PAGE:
#25 spanky123

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Posted 20 June 2009 - 09:51 AM

To a large extend this is reflective of the Victoria retail mindset.

For years certain retailers have been making a very good living selling so-so goods at very steep markups because we are on an Island and there is limited choice. As soon as an established chain comes into town selling similar goods at a lower price then the immediate reaction is to criticize the merchant and discount the quality of what they are selling.

#26 S_B_Russell

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Posted 21 June 2009 - 02:44 AM

Yes, Ikea sells a lot of stuff that isn't high quality, but their kitchens are pretty awesome. My last two places in Canada and my current residence in Geneva all have/had Ikea kitchens and they are very durable and quite stylish.

#27 gumgum

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Posted 21 June 2009 - 08:41 AM

I didn't know the Stig could cook!

#28 S_B_Russell

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Posted 21 June 2009 - 09:54 AM

I didn't know the Stig could cook!


I can only do so much driving...

Watch for me on Top Chef! ;)

#29 sebberry

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Posted 21 June 2009 - 12:32 PM

Yes, Ikea sells a lot of stuff that isn't high quality, but their kitchens are pretty awesome. My last two places in Canada and my current residence in Geneva all have/had Ikea kitchens and they are very durable and quite stylish.


Thanks, I might have to check them out. Mine needs to be re-done soon.

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#30 sebberry

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Posted 21 June 2009 - 12:42 PM

Opening a store selling crap made in a China at any price is a risky business rightnow.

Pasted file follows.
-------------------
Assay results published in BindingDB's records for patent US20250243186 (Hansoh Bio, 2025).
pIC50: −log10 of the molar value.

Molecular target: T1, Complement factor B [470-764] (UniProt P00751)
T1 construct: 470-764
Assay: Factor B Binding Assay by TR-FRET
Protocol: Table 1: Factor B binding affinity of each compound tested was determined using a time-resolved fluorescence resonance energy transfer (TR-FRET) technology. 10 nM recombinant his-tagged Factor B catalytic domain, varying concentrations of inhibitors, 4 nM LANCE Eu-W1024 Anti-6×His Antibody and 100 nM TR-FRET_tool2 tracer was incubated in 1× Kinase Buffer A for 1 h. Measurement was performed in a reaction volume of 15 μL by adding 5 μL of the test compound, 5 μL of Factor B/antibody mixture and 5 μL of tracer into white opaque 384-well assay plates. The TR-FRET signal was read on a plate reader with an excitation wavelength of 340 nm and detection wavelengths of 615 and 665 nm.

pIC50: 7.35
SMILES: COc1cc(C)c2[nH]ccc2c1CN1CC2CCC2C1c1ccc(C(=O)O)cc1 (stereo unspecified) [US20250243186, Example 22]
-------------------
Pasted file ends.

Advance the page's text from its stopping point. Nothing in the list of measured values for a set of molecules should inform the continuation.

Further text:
I actively seek products that are not made in China for various reasons. I had the windshield in my car replaced but ICBC would only pay for the cheapest one available, in this case it was Chinese made. The fit wasn't quite right, the glass was rippled (trees in the distance did the fun-house mirror warping thing) and other features of the glass didn't match the factory one. Two weeks later I had it swapped out for North American made OE glass and everything was fine.

It's just not worth it to put up with the headaches of Chinese made knockoffs. Half the time you end up spending 80% as much as the real thing and it lasts half as long or doesn't function as expected.

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#31 LJ

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Posted 21 June 2009 - 07:51 PM

[quote name='sebberry']. I had the windshield in my car replaced but ICBC would only pay for the cheapest one available, in this case it was Chinese made. The fit wasn't quite right, the glass was rippled (trees in the distance did the fun-house mirror warping thing) and other features of the glass didn't match the factory one. Two weeks later I had it swapped out for North American made OE glass and everything was fine.
quote]

Who picked up the tab for that?
Life's a journey......so roll down the window and enjoy the breeze.

#32 sebberry

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Posted 21 June 2009 - 10:23 PM


Who picked up the tab for that?


I paid the $90 difference between the aftermarket and factory glass as well as part of the labor for the second replacement. I will say that Speedy glass was very resonable at making sure I was happy. Being in the service business myself I also knew that I had to be resonable and willing to pay for what I wanted. I am guessing that most people probably wouldn't look up the DOT number on their replacement glass, research where it was made and scrutinize the product for flaws - they just want it replaced with something that has no cracks. But I'm picky like that :P